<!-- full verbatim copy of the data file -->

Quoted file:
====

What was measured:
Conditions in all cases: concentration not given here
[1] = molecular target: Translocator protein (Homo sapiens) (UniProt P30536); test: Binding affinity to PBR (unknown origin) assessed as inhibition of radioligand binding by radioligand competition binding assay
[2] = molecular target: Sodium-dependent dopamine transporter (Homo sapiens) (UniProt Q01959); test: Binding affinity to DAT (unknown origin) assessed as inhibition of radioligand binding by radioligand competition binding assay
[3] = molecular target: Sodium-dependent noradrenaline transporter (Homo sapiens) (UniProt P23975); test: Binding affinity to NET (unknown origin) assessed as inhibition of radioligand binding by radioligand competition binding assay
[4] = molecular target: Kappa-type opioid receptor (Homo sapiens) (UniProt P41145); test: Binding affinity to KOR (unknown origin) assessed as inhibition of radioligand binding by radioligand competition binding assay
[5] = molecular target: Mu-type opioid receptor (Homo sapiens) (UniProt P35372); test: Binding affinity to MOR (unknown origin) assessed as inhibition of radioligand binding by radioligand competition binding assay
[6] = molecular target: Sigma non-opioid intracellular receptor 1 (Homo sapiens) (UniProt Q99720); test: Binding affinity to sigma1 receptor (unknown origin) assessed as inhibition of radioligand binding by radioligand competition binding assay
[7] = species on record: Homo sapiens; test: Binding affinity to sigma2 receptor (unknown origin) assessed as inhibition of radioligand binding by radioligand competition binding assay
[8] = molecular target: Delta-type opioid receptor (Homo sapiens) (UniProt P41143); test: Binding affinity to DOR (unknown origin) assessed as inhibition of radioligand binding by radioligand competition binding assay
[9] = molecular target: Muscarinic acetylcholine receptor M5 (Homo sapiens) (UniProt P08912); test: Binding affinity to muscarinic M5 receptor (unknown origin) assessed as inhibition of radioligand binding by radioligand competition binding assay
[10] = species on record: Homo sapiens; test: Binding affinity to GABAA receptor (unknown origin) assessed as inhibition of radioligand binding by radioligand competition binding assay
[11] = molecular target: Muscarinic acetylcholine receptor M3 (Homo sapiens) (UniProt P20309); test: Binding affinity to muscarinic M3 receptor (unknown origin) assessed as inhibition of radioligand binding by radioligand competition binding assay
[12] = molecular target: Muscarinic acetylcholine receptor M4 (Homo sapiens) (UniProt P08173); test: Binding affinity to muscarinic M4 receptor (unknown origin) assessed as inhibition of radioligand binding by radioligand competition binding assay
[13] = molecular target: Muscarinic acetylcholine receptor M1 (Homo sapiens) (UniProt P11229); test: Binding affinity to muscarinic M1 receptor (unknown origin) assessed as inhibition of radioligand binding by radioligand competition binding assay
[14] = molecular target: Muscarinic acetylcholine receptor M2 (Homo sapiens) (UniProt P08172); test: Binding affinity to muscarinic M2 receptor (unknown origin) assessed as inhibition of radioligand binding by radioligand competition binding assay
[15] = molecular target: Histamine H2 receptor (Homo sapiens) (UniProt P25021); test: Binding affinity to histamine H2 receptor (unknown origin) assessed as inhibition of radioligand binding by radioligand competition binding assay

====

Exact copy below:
What was measured:
Conditions in all cases: concentration not given here
[1] = molecular target: Translocator protein (Homo sapiens) (UniProt P30536); test: Binding affinity to PBR (unknown origin) assessed as inhibition of radioligand binding by radioligand competition binding assay
[2] = molecular target: Sodium-dependent dopamine transporter (Homo sapiens) (UniProt Q01959); test: Binding affinity to DAT (unknown origin) assessed as inhibition of radioligand binding by radioligand competition binding assay
[3] = molecular target: Sodium-dependent noradrenaline transporter (Homo sapiens) (UniProt P23975); test: Binding affinity to NET (unknown origin) assessed as inhibition of radioligand binding by radioligand competition binding assay
[4] = molecular target: Kappa-type opioid receptor (Homo sapiens) (UniProt P41145); test: Binding affinity to KOR (unknown origin) assessed as inhibition of radioligand binding by radioligand competition binding assay
[5] = molecular target: Mu-type opioid receptor (Homo sapiens) (UniProt P35372); test: Binding affinity to MOR (unknown origin) assessed as inhibition of radioligand binding by radioligand competition binding assay
[6] = molecular target: Sigma non-opioid intracellular receptor 1 (Homo sapiens) (UniProt Q99720); test: Binding affinity to sigma1 receptor (unknown origin) assessed as inhibition of radioligand binding by radioligand competition binding assay
[7] = species on record: Homo sapiens; test: Binding affinity to sigma2 receptor (unknown origin) assessed as inhibition of radioligand binding by radioligand competition binding assay
[8] = molecular target: Delta-type opioid receptor (Homo sapiens) (UniProt P41143); test: Binding affinity to DOR (unknown origin) assessed as inhibition of radioligand binding by radioligand competition binding assay
[9] = molecular target: Muscarinic acetylcholine receptor M5 (Homo sapiens) (UniProt P08912); test: Binding affinity to muscarinic M5 receptor (unknown origin) assessed as inhibition of radioligand binding by radioligand competition binding assay
[10] = species on record: Homo sapiens; test: Binding affinity to GABAA receptor (unknown origin) assessed as inhibition of radioligand binding by radioligand competition binding assay
[11] = molecular target: Muscarinic acetylcholine receptor M3 (Homo sapiens) (UniProt P20309); test: Binding affinity to muscarinic M3 receptor (unknown origin) assessed as inhibition of radioligand binding by radioligand competition binding assay
[12] = molecular target: Muscarinic acetylcholine receptor M4 (Homo sapiens) (UniProt P08173); test: Binding affinity to muscarinic M4 receptor (unknown origin) assessed as inhibition of radioligand binding by radioligand competition binding assay
[13] = molecular target: Muscarinic acetylcholine receptor M1 (Homo sapiens) (UniProt P11229); test: Binding affinity to muscarinic M1 receptor (unknown origin) assessed as inhibition of radioligand binding by radioligand competition binding assay
[14] = molecular target: Muscarinic acetylcholine receptor M2 (Homo sapiens) (UniProt P08172); test: Binding affinity to muscarinic M2 receptor (unknown origin) assessed as inhibition of radioligand binding by radioligand competition binding assay
[15] = molecular target: Histamine H2 receptor (Homo sapiens) (UniProt P25021); test: Binding affinity to histamine H2 receptor (unknown origin) assessed as inhibition of radioligand binding by radioligand competition binding assay